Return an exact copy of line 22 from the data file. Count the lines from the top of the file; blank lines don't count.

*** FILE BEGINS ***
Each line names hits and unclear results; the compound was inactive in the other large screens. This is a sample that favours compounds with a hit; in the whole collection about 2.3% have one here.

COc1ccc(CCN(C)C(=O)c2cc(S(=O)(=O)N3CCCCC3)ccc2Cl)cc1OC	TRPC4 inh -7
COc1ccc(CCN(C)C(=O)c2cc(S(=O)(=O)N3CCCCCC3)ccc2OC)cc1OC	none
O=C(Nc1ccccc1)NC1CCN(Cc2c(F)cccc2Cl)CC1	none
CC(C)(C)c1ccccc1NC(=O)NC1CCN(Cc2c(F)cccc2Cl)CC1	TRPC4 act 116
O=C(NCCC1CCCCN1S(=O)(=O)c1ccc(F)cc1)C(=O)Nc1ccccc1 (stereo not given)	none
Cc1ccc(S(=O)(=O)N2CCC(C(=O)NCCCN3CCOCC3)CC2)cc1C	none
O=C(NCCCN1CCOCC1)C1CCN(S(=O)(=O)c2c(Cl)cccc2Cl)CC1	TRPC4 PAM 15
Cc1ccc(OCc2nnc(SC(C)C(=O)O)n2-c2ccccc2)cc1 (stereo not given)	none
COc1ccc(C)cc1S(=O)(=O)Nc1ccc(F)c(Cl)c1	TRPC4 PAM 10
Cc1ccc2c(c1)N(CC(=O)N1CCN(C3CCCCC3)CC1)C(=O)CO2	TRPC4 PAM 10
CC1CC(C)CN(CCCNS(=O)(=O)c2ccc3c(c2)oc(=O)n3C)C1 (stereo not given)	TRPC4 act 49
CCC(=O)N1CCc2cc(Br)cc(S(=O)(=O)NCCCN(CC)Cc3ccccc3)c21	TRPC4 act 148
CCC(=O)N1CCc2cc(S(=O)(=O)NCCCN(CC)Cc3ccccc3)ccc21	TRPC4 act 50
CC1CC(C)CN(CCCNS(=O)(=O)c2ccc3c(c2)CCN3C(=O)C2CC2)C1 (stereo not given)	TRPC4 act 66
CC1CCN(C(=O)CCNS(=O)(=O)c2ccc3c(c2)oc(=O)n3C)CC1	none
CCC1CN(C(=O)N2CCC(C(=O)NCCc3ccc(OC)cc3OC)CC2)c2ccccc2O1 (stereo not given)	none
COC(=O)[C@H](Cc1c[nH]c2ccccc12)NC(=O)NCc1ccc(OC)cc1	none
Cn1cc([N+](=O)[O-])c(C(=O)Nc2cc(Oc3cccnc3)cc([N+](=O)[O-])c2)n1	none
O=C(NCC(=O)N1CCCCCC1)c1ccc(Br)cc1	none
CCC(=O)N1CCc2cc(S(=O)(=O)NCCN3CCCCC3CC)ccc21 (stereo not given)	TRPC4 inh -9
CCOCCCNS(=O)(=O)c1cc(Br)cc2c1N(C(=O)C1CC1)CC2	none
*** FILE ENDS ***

CCOCCCNS(=O)(=O)c1cc(Br)cc2c1N(C(=O)C1CC1)CC2	none